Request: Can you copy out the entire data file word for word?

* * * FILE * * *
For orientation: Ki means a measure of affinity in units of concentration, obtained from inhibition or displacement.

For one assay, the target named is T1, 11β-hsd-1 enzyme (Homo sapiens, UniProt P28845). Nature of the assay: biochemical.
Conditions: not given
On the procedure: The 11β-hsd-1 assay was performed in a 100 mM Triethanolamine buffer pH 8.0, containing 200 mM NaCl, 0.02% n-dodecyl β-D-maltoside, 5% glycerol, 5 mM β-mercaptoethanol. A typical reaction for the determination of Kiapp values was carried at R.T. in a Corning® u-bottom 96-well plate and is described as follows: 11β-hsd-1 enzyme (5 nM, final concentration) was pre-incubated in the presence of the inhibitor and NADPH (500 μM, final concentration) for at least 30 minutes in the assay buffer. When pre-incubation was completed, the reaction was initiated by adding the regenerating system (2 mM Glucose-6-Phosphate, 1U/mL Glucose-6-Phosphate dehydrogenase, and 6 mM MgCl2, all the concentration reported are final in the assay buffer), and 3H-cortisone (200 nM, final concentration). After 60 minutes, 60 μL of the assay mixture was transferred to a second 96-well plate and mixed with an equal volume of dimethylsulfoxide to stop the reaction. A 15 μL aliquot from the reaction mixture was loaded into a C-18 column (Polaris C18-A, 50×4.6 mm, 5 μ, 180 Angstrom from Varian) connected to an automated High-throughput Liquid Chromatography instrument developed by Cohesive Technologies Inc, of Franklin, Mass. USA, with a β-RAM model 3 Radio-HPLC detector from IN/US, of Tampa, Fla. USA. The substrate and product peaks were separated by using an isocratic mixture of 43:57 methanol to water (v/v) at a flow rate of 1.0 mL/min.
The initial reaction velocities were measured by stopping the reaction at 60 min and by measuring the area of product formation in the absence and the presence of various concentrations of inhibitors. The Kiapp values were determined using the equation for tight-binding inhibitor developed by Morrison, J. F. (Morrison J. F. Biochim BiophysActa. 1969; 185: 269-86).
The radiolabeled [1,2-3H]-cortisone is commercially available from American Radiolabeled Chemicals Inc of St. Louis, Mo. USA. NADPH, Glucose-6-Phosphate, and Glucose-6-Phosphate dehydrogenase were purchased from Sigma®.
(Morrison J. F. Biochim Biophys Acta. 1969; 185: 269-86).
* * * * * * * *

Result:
For orientation: Ki means a measure of affinity in units of concentration, obtained from inhibition or displacement.

For one assay, the target named is T1, 11β-hsd-1 enzyme (Homo sapiens, UniProt P28845). Nature of the assay: biochemical.
Conditions: not given
On the procedure: The 11β-hsd-1 assay was performed in a 100 mM Triethanolamine buffer pH 8.0, containing 200 mM NaCl, 0.02% n-dodecyl β-D-maltoside, 5% glycerol, 5 mM β-mercaptoethanol. A typical reaction for the determination of Kiapp values was carried at R.T. in a Corning® u-bottom 96-well plate and is described as follows: 11β-hsd-1 enzyme (5 nM, final concentration) was pre-incubated in the presence of the inhibitor and NADPH (500 μM, final concentration) for at least 30 minutes in the assay buffer. When pre-incubation was completed, the reaction was initiated by adding the regenerating system (2 mM Glucose-6-Phosphate, 1U/mL Glucose-6-Phosphate dehydrogenase, and 6 mM MgCl2, all the concentration reported are final in the assay buffer), and 3H-cortisone (200 nM, final concentration). After 60 minutes, 60 μL of the assay mixture was transferred to a second 96-well plate and mixed with an equal volume of dimethylsulfoxide to stop the reaction. A 15 μL aliquot from the reaction mixture was loaded into a C-18 column (Polaris C18-A, 50×4.6 mm, 5 μ, 180 Angstrom from Varian) connected to an automated High-throughput Liquid Chromatography instrument developed by Cohesive Technologies Inc, of Franklin, Mass. USA, with a β-RAM model 3 Radio-HPLC detector from IN/US, of Tampa, Fla. USA. The substrate and product peaks were separated by using an isocratic mixture of 43:57 methanol to water (v/v) at a flow rate of 1.0 mL/min.
The initial reaction velocities were measured by stopping the reaction at 60 min and by measuring the area of product formation in the absence and the presence of various concentrations of inhibitors. The Kiapp values were determined using the equation for tight-binding inhibitor developed by Morrison, J. F. (Morrison J. F. Biochim BiophysActa. 1969; 185: 269-86).
The radiolabeled [1,2-3H]-cortisone is commercially available from American Radiolabeled Chemicals Inc of St. Louis, Mo. USA. NADPH, Glucose-6-Phosphate, and Glucose-6-Phosphate dehydrogenase were purchased from Sigma®.
(Morrison J. F. Biochim Biophys Acta. 1969; 185: 269-86).